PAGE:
The Great Red Spot of Jupiter is about twice the size of Earth, blows winds at speeds of about 400 mph, and has blemished the planet’s atmosphere for more than 350 years.
But the spot’s grandeur is matched only by its mystery: Jupiter is very far away — about 489 million miles — so few probes have ever visited the planet, let alone flown near its crimson-colored super-storm. In fact, the best views of the Great Red Spot most often come from NASA’s Hubble Space Telescope, which orbits Earth.
However, NASA’s Juno spacecraft is expected to fly over the Great Red Spot on July 10 and beam back the closest-ever views of biggest, baddest storm in the solar system.
“This monumental storm has raged on the solar system’s biggest planet for centuries,” Scott Bolton, a planetary scientist at the Southwest Research Institute in San Antonio and the Juno mission’s leader, said in a NASA statement. “Now, Juno and her cloud-penetrating science instruments will dive in to see how deep the roots of this storm go, and help us understand how this giant storm works and what makes it so special.”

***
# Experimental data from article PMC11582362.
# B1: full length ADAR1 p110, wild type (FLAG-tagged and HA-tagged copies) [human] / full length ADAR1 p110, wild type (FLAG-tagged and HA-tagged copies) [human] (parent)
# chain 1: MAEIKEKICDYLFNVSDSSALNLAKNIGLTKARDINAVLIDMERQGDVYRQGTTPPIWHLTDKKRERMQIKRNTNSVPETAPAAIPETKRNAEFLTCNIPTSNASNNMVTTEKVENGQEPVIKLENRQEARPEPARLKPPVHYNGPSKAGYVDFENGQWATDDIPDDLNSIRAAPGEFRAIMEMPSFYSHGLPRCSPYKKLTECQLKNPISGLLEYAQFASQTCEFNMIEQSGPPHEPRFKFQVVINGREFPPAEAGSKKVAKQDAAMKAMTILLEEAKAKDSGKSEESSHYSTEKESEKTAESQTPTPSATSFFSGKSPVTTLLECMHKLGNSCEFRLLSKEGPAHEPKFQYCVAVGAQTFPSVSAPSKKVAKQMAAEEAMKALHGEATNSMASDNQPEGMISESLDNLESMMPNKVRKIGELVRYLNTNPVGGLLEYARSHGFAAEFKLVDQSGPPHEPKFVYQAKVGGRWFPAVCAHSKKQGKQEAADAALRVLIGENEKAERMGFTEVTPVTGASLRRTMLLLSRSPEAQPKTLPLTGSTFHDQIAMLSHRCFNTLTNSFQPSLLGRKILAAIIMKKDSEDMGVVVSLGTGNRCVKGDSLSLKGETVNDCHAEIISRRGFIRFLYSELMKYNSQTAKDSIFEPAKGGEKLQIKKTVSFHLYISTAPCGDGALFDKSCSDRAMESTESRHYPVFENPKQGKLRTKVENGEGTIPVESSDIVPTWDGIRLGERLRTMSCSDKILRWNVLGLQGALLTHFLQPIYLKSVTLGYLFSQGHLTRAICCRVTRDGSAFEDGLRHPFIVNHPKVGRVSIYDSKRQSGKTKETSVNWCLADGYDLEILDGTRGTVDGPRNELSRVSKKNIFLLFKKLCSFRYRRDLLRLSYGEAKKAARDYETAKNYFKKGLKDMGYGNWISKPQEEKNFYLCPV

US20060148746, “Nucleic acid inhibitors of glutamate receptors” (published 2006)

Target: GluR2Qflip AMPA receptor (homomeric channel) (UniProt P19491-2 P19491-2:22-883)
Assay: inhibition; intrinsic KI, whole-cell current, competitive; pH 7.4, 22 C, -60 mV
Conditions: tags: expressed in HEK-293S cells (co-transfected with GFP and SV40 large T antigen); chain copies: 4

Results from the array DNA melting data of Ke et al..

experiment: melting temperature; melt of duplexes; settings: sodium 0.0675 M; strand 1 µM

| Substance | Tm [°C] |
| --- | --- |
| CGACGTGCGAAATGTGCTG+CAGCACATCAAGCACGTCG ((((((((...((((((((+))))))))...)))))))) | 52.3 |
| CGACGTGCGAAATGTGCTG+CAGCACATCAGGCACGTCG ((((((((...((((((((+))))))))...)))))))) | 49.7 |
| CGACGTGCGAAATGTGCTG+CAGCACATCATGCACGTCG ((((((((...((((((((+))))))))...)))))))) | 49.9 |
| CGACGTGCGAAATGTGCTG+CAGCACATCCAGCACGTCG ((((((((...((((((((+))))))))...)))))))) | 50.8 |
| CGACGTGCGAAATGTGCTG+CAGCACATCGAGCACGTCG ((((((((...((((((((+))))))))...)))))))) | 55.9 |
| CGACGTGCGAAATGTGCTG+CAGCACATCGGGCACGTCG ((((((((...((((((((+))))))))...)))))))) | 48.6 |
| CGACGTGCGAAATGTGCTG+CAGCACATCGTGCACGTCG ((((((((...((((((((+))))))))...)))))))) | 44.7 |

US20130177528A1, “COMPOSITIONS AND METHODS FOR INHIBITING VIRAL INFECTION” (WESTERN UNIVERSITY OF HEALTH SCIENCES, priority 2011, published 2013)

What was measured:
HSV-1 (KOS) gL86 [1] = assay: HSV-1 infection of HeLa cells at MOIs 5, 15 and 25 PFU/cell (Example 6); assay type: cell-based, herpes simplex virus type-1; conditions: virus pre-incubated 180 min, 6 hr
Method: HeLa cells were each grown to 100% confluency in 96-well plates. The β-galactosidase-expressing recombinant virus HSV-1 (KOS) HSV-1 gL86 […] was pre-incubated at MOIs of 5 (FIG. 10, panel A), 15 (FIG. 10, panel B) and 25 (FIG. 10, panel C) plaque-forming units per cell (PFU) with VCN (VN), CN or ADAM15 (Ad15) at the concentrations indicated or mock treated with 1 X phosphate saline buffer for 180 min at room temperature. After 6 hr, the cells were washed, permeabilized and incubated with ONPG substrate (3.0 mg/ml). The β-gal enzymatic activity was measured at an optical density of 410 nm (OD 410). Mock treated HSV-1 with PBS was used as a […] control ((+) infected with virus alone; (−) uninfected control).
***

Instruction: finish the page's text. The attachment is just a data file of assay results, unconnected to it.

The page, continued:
The decked-out probe has photographed Jupiter’s poles for the first time, discovered atmospheric “rivers” of ammonia, watched 870-mile-wide cyclones swirl, recorded mysterious auroras, and probed deep into the planet’s thick cloud tops for evidence of a solid core.
Juno hasn’t yet taken close-up images of the Great Red Spot, however, because Jupiter rotates quickly (nearly once every 10 Earth hours) and the probe’s visits are fast and infrequent.
Juno’s orbit around Jupiter is elliptical, so it only swings by the planet once every 53.5 days. (NASA wanted to increase the frequency of these flybys to every two weeks, but that operation was scrubbed due to some sticky engine valves.) When it does get close, Juno accelerates to speeds of 130,000 mph over the planet’s surface. That minimizes the robot’s time inside Jupiter’s belts of electronics-damaging radiation, yet reduces observing time.